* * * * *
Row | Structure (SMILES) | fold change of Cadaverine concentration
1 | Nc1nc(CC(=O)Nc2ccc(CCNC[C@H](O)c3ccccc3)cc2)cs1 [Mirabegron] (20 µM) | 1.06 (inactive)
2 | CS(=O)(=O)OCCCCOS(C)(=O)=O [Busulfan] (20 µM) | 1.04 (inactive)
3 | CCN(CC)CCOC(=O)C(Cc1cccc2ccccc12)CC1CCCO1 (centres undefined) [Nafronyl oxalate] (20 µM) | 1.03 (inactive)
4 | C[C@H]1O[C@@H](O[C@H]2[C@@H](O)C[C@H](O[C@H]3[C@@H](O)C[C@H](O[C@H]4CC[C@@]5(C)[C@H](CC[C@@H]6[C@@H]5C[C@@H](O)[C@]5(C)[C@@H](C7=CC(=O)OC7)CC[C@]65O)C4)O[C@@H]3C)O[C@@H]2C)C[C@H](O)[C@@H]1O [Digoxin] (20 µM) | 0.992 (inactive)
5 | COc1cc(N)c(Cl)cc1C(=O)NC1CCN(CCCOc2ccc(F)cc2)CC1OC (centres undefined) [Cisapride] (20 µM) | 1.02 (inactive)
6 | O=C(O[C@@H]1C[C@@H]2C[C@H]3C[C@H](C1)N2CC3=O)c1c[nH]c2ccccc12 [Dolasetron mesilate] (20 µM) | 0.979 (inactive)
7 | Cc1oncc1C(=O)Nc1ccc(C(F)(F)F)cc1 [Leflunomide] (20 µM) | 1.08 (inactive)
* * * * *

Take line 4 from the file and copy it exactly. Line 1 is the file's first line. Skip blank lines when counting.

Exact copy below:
3 | CCN(CC)CCOC(=O)C(Cc1cccc2ccccc12)CC1CCCO1 (centres undefined) [Nafronyl oxalate] (20 µM) | 1.03 (inactive)